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Postby TonyJegs » Thu Mar 29, 2007 5:40 am

- manchester

You're welcome.
Well, if I were you I wouldn't take anything during remission.
You're the lucky one to have such course of MS. Stay put, eat and sleep well, don't overload yourself physically and emotionally and you have a good chances be well for long time.
DMD could not protect from relapse taken during remission, the idea of using this drug 'discovery' was to fool cellular component of immune responce DURING relapse (at the beginning of drug making), and therefore to limit 'agressive attack' of T-cells. During remission cells couldn't get into the brain, it is sealed.

Actually this idea of DMD came from alternative treatment, when you eat animal brain during and after attack you will recover faster. But sheep brain is much cheaper :)
Teva tried to get oral version, it was 'in the air' somewhere around 2000, but they didn't.
Again, if you come up with oral version - sheep brain is more affordable.

Kind regards,
Tony

Note. Do not consider my posts as a direct medical advice, always seek profeesional help from your physician. This post is for informational purpose only.
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Postby Manchester » Thu Mar 29, 2007 5:50 am

TonyJegs wrote:- manchester

DMD could not protect from relapse taken during remission, the idea of using this drug 'discovery' was to fool cellular component of immune responce DURING relapse (at the beginning of drug making), and therefore to limit 'agressive attack' of T-cells. During remission cells couldn't get into the brain, it is sealed.

Actually this idea of DMD came from alternative treatment, when you eat animal brain during and after attack you will recover faster. But sheep brain is much cheaper :)
Teva tried to get oral version, it was 'in the air' somewhere around 2000, but they didn't. Again, if you come up with oral version - sheep brain is more affordable.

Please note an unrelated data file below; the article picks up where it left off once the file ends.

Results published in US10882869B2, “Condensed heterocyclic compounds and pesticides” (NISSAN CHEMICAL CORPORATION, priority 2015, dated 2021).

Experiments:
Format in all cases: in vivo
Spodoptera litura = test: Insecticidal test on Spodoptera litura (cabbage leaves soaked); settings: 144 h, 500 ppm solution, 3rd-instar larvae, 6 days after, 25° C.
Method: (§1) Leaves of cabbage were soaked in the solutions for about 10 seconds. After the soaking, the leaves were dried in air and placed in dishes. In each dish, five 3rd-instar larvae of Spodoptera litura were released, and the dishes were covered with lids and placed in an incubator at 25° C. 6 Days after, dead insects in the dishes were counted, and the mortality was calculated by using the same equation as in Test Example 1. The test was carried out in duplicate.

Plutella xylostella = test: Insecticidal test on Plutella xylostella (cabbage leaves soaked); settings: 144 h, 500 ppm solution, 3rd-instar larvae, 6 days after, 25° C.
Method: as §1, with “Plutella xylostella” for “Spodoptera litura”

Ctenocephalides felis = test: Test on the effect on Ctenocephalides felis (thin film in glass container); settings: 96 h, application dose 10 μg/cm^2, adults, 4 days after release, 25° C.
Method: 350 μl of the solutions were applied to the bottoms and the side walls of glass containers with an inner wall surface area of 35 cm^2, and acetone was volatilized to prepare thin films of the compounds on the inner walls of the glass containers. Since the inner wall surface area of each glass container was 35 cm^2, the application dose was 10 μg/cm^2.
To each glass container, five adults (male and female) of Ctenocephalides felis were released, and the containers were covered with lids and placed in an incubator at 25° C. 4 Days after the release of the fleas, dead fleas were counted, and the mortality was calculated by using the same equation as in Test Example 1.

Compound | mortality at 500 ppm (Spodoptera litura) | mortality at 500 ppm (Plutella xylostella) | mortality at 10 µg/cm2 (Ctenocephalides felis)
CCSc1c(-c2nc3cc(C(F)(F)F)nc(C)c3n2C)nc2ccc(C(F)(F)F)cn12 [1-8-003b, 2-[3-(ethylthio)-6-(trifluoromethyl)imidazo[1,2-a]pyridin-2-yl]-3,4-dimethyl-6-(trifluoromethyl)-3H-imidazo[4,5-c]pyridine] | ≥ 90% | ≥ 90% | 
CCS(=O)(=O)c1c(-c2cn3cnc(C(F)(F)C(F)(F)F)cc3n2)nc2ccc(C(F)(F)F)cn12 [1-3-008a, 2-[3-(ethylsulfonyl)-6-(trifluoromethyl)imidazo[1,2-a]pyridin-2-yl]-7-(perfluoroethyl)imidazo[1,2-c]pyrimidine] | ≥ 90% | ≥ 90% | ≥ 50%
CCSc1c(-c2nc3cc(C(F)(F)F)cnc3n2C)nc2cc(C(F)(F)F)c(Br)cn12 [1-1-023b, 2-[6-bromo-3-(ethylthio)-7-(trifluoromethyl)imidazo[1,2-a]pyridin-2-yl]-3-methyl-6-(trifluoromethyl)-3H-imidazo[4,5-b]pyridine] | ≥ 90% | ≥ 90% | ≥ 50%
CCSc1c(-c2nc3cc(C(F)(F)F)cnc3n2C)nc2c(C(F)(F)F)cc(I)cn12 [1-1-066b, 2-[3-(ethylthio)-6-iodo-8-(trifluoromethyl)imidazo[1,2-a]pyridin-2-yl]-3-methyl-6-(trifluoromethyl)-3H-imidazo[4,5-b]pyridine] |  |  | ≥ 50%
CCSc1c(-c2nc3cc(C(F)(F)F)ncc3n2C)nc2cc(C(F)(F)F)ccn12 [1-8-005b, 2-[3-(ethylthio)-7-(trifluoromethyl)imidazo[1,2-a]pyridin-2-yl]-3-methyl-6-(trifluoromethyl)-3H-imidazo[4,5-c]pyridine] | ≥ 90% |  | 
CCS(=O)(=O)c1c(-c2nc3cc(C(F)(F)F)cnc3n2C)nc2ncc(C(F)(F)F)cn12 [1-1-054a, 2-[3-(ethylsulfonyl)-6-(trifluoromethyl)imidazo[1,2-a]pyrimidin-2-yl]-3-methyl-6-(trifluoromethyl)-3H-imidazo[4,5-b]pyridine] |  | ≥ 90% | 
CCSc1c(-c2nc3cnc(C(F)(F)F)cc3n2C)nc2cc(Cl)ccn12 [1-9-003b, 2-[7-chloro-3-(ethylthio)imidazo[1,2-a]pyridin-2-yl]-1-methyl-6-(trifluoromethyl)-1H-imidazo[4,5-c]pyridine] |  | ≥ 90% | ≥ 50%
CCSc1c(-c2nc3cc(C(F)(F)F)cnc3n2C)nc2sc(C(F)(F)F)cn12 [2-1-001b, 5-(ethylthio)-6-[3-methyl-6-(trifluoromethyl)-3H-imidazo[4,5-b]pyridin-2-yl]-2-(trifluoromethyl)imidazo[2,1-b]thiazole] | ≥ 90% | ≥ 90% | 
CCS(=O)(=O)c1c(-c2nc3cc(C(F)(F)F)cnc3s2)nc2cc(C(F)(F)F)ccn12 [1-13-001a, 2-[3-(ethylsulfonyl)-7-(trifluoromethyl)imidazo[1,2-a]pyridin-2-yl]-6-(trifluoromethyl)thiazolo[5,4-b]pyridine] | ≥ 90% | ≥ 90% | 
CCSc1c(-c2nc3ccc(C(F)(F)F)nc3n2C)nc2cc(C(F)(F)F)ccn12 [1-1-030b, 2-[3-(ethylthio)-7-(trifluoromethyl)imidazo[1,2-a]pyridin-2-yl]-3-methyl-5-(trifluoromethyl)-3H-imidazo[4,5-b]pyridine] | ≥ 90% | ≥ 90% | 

Yikes! Not much chance of eating sheep as I am a vegetarian! That is very interesting to hear though.

I am also interested in you saying that the DMDs have no affect where people are in remission, if I am understanding this correctly then it would seem to suggest there is not much point in anyone taking a DMD unless their MS is active all the time?

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Postby elly » Thu Mar 29, 2007 10:57 pm

I thought that the purpose of dmd's was to help decrease the time between relapses and lessen the duration and severity of a relapse.

Manchester have you done anything in the 25 years of your ms to help it remain like that (benign)?
And do your mri's remain unchanged? I hope you don't mind me asking :oops:

Thanks

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Postby daisy » Fri Mar 30, 2007 2:25 pm

Tony - Really interesting info. Thanks for taking the time to so succintly explain the issue.

Amazingly my doctor has told my husband to eat cow brain. I am scared to death for him to try it because of mad cow. Do you eat animal brain?

Also, have you done anything else to seal up the Blood brain barrier? Supplements, etc...?
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Postby gwa » Fri Mar 30, 2007 2:56 pm

I am positive that I would rather limp forever than eat sheep or cow brain. That is just too gross to even think about.

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Postby TonyJegs » Sat Mar 31, 2007 4:21 am

Manchester wrote:I am also interested in you saying that the DMDs have no affect where people are in remission, if I am understanding this correctly then it would seem to suggest there is not much point in anyone taking a DMD unless their MS is active all the time?


You got it right.

-daisy
About cow brain and BSE.
You can eat it without scare, BSE does not jump over the species barrier.

I remember a documentary (2parts for 1 hour) maybe 10-12 years ago about BSE-vCJD with leading American scientists claiming that after 10 years there will be hundreds thousand of people with vCJD around the globe. Well, there are not.

Kind regards,
Tony